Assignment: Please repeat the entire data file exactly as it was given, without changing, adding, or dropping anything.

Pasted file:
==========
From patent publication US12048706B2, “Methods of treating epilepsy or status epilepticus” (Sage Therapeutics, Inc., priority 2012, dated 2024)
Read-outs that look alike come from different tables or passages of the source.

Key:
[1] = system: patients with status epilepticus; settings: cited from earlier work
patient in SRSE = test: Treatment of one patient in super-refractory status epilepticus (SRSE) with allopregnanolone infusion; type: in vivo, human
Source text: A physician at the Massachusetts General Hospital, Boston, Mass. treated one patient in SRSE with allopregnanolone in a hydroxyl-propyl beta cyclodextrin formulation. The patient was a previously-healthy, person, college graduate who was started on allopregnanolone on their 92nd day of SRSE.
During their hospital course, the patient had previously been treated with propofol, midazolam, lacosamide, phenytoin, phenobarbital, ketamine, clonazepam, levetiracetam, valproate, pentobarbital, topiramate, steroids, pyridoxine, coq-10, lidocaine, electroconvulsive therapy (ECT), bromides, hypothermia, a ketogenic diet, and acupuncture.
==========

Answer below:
From patent publication US12048706B2, “Methods of treating epilepsy or status epilepticus” (Sage Therapeutics, Inc., priority 2012, dated 2024)
Read-outs that look alike come from different tables or passages of the source.

Key:
[1] = system: patients with status epilepticus; settings: cited from earlier work
patient in SRSE = test: Treatment of one patient in super-refractory status epilepticus (SRSE) with allopregnanolone infusion; type: in vivo, human
Source text: A physician at the Massachusetts General Hospital, Boston, Mass. treated one patient in SRSE with allopregnanolone in a hydroxyl-propyl beta cyclodextrin formulation. The patient was a previously-healthy, person, college graduate who was started on allopregnanolone on their 92nd day of SRSE.
During their hospital course, the patient had previously been treated with propofol, midazolam, lacosamide, phenytoin, phenobarbital, ketamine, clonazepam, levetiracetam, valproate, pentobarbital, topiramate, steroids, pyridoxine, coq-10, lidocaine, electroconvulsive therapy (ECT), bromides, hypothermia, a ketogenic diet, and acupuncture.